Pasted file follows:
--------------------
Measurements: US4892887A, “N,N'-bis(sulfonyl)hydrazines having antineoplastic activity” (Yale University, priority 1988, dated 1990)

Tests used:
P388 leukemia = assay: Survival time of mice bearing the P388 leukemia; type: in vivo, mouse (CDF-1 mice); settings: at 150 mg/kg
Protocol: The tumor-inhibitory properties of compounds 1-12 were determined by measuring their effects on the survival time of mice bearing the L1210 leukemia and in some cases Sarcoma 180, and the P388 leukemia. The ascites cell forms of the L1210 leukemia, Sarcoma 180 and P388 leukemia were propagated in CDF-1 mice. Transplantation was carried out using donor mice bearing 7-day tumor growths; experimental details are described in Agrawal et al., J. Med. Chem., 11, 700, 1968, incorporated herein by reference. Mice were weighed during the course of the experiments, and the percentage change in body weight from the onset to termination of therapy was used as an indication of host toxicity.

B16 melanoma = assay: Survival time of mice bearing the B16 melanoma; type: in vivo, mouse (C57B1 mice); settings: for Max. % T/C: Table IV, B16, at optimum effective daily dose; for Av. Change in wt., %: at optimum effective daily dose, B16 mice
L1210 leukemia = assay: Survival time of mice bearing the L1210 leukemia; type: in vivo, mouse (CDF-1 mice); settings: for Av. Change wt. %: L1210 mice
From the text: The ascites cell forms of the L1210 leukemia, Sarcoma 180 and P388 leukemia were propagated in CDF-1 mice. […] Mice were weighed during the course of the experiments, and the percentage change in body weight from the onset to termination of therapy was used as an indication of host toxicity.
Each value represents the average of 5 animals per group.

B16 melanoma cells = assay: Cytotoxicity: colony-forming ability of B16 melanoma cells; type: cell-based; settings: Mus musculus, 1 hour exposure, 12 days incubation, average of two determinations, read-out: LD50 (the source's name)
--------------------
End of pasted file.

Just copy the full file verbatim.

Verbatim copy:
Measurements: US4892887A, “N,N'-bis(sulfonyl)hydrazines having antineoplastic activity” (Yale University, priority 1988, dated 1990)

Tests used:
P388 leukemia = assay: Survival time of mice bearing the P388 leukemia; type: in vivo, mouse (CDF-1 mice); settings: at 150 mg/kg
Protocol: The tumor-inhibitory properties of compounds 1-12 were determined by measuring their effects on the survival time of mice bearing the L1210 leukemia and in some cases Sarcoma 180, and the P388 leukemia. The ascites cell forms of the L1210 leukemia, Sarcoma 180 and P388 leukemia were propagated in CDF-1 mice. Transplantation was carried out using donor mice bearing 7-day tumor growths; experimental details are described in Agrawal et al., J. Med. Chem., 11, 700, 1968, incorporated herein by reference. Mice were weighed during the course of the experiments, and the percentage change in body weight from the onset to termination of therapy was used as an indication of host toxicity.

B16 melanoma = assay: Survival time of mice bearing the B16 melanoma; type: in vivo, mouse (C57B1 mice); settings: for Max. % T/C: Table IV, B16, at optimum effective daily dose; for Av. Change in wt., %: at optimum effective daily dose, B16 mice
L1210 leukemia = assay: Survival time of mice bearing the L1210 leukemia; type: in vivo, mouse (CDF-1 mice); settings: for Av. Change wt. %: L1210 mice
From the text: The ascites cell forms of the L1210 leukemia, Sarcoma 180 and P388 leukemia were propagated in CDF-1 mice. […] Mice were weighed during the course of the experiments, and the percentage change in body weight from the onset to termination of therapy was used as an indication of host toxicity.
Each value represents the average of 5 animals per group.

B16 melanoma cells = assay: Cytotoxicity: colony-forming ability of B16 melanoma cells; type: cell-based; settings: Mus musculus, 1 hour exposure, 12 days incubation, average of two determinations, read-out: LD50 (the source's name)